While it is very much easier to just say, “NMT,” the definition of this term is readily found in its full length form. ‘Neur’ refers to the nerves of the body; ‘o’ joins that with ‘muscular’ which is quite obviously about the muscles.
What may not be obvious to all is the deep connection between the nerves and the muscles.
Just as a lamp requires an electrical cord plugged into an active outlet in order to perform its function, a muscle requires the electrical stimulation of a nerve that carries a signal from the brain telling the muscle when to do its job. This neuromuscular connection is deep within the muscle fibers where the nerve fibers make contact.
Emotional Stress Can Cause Tense Muscles
Because the brain coordinates the nervous system throughout the body, it gets constant readings regarding one’s physical, mental, emotional, psychological and some may even say, spiritual conditions. Each of these elements has an impact on the nerves which in turn impact bodily structures and functions, including the muscles. For example, physical overuse of muscles results in fatigue and symptoms of muscle strain; emotional stress results in tense muscles, etc. The neuromuscular system is affected by each of these elements. That’s why Neuromuscular Therapy is so useful and versatile in the massage profession.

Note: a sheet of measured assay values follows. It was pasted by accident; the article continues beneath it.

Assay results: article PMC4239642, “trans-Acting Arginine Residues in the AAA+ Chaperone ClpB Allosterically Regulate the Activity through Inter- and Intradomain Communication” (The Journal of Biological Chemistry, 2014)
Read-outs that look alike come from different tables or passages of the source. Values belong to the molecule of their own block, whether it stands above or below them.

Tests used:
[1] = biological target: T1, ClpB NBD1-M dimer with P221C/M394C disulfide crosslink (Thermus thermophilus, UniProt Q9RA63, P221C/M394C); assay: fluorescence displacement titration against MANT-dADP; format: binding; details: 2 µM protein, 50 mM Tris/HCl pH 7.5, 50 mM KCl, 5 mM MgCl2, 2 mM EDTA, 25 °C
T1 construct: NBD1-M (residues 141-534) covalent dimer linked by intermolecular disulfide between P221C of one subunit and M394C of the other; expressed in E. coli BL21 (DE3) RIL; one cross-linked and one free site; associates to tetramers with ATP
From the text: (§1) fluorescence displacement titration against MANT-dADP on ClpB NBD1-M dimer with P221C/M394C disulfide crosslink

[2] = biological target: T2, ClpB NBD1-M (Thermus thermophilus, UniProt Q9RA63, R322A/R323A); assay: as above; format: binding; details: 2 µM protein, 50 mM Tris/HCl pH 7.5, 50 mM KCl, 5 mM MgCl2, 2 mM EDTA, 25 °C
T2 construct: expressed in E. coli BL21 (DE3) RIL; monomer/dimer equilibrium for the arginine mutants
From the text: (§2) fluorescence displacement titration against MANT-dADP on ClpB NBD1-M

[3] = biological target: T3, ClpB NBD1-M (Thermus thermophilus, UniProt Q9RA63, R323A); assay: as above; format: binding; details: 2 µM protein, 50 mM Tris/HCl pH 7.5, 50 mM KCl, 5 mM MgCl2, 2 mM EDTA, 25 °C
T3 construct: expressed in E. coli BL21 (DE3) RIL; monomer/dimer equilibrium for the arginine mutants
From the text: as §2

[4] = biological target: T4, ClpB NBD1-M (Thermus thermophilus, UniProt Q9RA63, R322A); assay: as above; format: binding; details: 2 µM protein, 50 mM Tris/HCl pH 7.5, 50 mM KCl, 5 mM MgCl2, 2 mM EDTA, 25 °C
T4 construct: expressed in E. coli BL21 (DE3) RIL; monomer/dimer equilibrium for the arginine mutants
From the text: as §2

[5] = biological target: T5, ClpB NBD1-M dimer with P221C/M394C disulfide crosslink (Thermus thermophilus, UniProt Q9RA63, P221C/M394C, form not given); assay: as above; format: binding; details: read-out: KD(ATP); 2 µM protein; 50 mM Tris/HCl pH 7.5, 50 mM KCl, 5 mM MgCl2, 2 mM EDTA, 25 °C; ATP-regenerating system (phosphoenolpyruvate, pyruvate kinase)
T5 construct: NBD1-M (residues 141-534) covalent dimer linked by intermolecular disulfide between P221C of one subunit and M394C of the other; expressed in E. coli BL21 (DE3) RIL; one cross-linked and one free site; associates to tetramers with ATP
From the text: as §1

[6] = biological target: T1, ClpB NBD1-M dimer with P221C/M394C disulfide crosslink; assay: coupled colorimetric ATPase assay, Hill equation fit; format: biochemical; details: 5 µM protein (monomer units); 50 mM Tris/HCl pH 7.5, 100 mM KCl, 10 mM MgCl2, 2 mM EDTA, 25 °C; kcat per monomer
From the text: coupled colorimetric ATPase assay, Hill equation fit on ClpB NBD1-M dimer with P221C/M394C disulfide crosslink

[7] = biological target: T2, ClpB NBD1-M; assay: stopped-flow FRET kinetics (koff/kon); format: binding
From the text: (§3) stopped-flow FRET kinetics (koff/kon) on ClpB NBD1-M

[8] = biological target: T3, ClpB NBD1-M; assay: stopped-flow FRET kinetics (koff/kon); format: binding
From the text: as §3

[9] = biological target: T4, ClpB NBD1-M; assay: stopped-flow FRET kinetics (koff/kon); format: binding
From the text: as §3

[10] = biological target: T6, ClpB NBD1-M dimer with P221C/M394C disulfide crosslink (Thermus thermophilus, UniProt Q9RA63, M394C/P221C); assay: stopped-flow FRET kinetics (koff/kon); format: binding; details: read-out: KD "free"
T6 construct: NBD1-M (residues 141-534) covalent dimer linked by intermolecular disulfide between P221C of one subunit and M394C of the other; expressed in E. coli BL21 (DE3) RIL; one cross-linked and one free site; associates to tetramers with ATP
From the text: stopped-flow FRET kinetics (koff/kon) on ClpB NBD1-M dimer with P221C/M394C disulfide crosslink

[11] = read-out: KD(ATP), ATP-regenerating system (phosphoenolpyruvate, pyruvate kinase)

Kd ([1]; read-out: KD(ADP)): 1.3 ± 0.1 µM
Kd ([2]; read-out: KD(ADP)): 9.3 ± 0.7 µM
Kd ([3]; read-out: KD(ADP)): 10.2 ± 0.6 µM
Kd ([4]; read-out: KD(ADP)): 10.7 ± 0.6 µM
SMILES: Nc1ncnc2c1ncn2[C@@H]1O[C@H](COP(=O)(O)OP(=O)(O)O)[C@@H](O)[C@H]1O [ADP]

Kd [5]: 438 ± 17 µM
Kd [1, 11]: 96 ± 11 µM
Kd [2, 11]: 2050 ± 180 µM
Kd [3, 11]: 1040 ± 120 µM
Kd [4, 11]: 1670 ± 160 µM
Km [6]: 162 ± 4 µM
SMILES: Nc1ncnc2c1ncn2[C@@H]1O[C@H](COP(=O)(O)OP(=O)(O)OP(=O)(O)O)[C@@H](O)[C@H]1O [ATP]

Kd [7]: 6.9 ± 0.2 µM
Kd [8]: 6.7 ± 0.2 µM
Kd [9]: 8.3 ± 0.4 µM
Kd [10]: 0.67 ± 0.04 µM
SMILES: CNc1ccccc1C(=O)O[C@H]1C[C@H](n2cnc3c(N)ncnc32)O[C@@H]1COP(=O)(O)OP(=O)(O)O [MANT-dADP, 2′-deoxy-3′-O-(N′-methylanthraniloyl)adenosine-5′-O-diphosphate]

Neuromuscular Therapy generally consists of the therapist gaining an understanding of their client’s concerns, doing an assessment to ‘see’ what the body has to show of its issues, and then, addressing the problem(s). There are typical approaches to the application of Neuromuscular Therapy and there are exceptions for the atypical client.
After the muscle tissues are warmed up during a palpation exam, the therapist will soften and loosen the tendinous attachments of the related muscles on the bones while ‘looking’ for the source of the problem. Feedback is always asked for and Neuromuscular Therapy is most effective when it is offered by the client. Discomfort can be counter-productive if extreme. Then, the main bodies of the related muscles are also explored for spasms, trigger points and displaced fascia; some or all of these may become apparent and be addressed. Generally, a smoothing over the worked-on areas, to ‘make nice,’ finishes the Neuromuscular Therapy session.
Have questions or ready to book an appointment? Call Debra at 727-466-6655.